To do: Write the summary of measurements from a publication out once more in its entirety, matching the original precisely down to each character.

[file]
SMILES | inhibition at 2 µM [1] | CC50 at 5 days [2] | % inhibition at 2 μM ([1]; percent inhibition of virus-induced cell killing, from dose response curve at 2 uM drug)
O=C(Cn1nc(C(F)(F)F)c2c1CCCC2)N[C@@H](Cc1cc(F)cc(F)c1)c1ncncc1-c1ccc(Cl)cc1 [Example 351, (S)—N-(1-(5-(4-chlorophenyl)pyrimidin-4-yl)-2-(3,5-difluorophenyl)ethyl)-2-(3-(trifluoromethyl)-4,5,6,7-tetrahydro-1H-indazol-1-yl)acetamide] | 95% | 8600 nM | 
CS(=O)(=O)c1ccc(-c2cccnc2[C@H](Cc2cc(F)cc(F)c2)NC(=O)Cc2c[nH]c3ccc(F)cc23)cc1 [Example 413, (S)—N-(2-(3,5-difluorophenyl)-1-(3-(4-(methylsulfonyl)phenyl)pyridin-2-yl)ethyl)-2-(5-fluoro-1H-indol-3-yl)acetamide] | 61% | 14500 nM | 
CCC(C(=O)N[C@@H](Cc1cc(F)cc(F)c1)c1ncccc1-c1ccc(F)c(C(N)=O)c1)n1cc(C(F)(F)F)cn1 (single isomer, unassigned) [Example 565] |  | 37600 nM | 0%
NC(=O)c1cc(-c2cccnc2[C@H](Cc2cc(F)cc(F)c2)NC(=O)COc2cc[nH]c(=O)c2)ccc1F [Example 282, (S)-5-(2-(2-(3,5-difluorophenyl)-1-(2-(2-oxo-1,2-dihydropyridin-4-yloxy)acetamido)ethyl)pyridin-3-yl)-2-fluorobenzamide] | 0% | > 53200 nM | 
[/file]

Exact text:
SMILES | inhibition at 2 µM [1] | CC50 at 5 days [2] | % inhibition at 2 μM ([1]; percent inhibition of virus-induced cell killing, from dose response curve at 2 uM drug)
O=C(Cn1nc(C(F)(F)F)c2c1CCCC2)N[C@@H](Cc1cc(F)cc(F)c1)c1ncncc1-c1ccc(Cl)cc1 [Example 351, (S)—N-(1-(5-(4-chlorophenyl)pyrimidin-4-yl)-2-(3,5-difluorophenyl)ethyl)-2-(3-(trifluoromethyl)-4,5,6,7-tetrahydro-1H-indazol-1-yl)acetamide] | 95% | 8600 nM | 
CS(=O)(=O)c1ccc(-c2cccnc2[C@H](Cc2cc(F)cc(F)c2)NC(=O)Cc2c[nH]c3ccc(F)cc23)cc1 [Example 413, (S)—N-(2-(3,5-difluorophenyl)-1-(3-(4-(methylsulfonyl)phenyl)pyridin-2-yl)ethyl)-2-(5-fluoro-1H-indol-3-yl)acetamide] | 61% | 14500 nM | 
CCC(C(=O)N[C@@H](Cc1cc(F)cc(F)c1)c1ncccc1-c1ccc(F)c(C(N)=O)c1)n1cc(C(F)(F)F)cn1 (single isomer, unassigned) [Example 565] |  | 37600 nM | 0%
NC(=O)c1cc(-c2cccnc2[C@H](Cc2cc(F)cc(F)c2)NC(=O)COc2cc[nH]c(=O)c2)ccc1F [Example 282, (S)-5-(2-(2-(3,5-difluorophenyl)-1-(2-(2-oxo-1,2-dihydropyridin-4-yloxy)acetamido)ethyl)pyridin-3-yl)-2-fluorobenzamide] | 0% | > 53200 nM | 